For those who for two months had been harbouring plans of escape, it was necessary to get out of the camp. It was the first step they had to take. They would thus find an opportunity of familiarising themselves with the civilians, of studying the surroundings of the camp, of seeing how it was guarded, of learning the lie of the land. For the others, boredom and the need of movement, the spring constituted the chief and only motives. And what good it would do us all, tired out with our long confinement. Moreover, we felt curious to see what the men had been admiring so much every day.

The spring had come with its charm, as it comes every year, and had filled our hearts with an irresistible desire to wander, a need to stretch our muscles, to fill our lungs with the sweet-scented, life-giving air. We wished to go out to enjoy the sunshine freely, that is to say, far from the barbed wire; we wanted to rejoice in newly awakened nature; to see a stretch of water, a stream, cultivated lands, houses; to hear the warbling of birds and the silvery notes of a chime of bells pealing from the belfry of a church. We longed to look at the smiling face of a child full of grace and health.

We were unanimous about going. Our company had to supply a fatigue party; we decided to take part in it. We were six good friends. Together we prepared our provisions; one supplied sardines, another a pie, a third white bread,--that delicious white bread that came from France,--a fourth jam, gingerbread, etc. The menu was fixed. Then each of us managed as best he could to get a coat without stripes.

Altogether excited by this event to which we looked forward, like children anticipating a long-promised picnic, we did not go to sleep till late, for we were troubled by the thought of a thousand interruptions, which might put an end to our pleasure-party outside the camp. If the commander should forbid our departure, if ... and then ...!! This day, so much longed for, was also awaited with a certain apprehension; would the work be too much for our strength, weakened as we were by too long a period of idleness?

Early on the appointed day we were ready, and closely reviewed each other’s equipment. Not a stripe was to be seen; our knapsacks were crammed full, as if for a journey of several days. Everything went off as well as could be wished.

We set off, escorted to the gates by the men of our hut, who were astonished and amused. “The N.C.O.’s going on fatigue!”

It was the first of May. The day gave promise of being glorious. In lines of four, between two rows of sentinels, we left the camp.

The march was slow, desperately slow; but the ordinary workers knew that the few minutes gained on the way there were so many minutes taken from work, so we were obliged to restrain our impatient steps. Oh that stirring sound of marching feet on the firm high road! What recollections it called up, what marches in the company of friends, alas, no longer living! What joyful stages towards the enemy whom we wished to drive back! What hours of weariness also, when, our shoulders bruised and bowed by the weight of our knapsacks, we were obliged to go on, day and night, fleeing before the invader!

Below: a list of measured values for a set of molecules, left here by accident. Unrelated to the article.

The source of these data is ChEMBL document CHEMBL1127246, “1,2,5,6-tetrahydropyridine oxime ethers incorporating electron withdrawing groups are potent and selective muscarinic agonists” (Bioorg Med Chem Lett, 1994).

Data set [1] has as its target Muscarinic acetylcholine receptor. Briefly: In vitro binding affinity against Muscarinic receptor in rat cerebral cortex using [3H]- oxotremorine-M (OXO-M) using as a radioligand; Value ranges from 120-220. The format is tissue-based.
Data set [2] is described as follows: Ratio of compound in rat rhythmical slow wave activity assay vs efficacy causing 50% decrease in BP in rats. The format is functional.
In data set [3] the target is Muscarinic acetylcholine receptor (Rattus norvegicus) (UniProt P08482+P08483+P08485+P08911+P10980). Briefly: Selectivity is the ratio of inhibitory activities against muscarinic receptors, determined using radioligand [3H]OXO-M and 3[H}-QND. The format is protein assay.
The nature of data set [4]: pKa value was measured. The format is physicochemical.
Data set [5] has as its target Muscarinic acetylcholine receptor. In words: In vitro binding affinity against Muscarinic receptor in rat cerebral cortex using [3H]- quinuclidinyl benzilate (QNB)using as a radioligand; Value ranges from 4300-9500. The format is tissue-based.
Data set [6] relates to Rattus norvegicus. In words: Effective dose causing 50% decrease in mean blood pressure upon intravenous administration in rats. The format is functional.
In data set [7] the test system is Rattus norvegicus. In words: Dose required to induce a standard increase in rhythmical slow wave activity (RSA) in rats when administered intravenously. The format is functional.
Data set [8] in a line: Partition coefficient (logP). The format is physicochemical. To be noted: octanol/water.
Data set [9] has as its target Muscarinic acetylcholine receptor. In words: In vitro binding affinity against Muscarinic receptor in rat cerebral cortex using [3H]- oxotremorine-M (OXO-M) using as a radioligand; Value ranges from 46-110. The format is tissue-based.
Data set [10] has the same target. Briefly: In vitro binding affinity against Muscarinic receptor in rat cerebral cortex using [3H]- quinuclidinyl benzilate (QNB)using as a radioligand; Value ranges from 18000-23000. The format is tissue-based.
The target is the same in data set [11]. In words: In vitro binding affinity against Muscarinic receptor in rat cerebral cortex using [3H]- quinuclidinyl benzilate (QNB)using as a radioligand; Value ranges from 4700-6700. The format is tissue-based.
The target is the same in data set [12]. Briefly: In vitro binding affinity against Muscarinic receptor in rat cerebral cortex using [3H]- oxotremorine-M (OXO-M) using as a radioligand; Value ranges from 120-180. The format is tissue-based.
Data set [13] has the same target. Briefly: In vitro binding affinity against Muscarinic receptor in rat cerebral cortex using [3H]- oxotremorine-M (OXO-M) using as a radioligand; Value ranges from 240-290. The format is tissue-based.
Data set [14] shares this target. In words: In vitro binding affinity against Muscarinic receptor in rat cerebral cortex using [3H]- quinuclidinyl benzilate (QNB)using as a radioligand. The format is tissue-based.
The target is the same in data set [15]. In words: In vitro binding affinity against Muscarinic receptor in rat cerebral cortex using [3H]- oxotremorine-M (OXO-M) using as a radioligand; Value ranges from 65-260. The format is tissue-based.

The high road! At last for the first time for long months we were marching on firm ground. No longer did our feet sink into the soft sand of the camp. Our walk was lighter; it was as if chains had fallen from us. And the road which stretched in front gave us the illusion of liberty.

The hedges were clothed in tender green, the young crops were springing up in the fields, the sky was an intense blue; hidden in the trees, the birds poured out their souls in song.

This joy, this feeling of liberty, quickly takes possession of us. The smile of a rosy-cheeked, fair-haired child, who walks barefooted beside the “Franzosen,” proud and happy to hold one of them by the hand, the voice of a young girl singing, the sight of an inn shining cleanly with its red tiles and green shutters, strike a gay note; the cool refreshing air, the bird that suddenly rises and flies away, the calf that starts on a mad race across the field, all these things make us feel free, and seem to us like a hymn of gratitude to the Creator in which unconsciously we take part, till the moment when our joy, having reached its height, is brusquely turned into grief and our happiness is dispersed, leaving us with our sadness.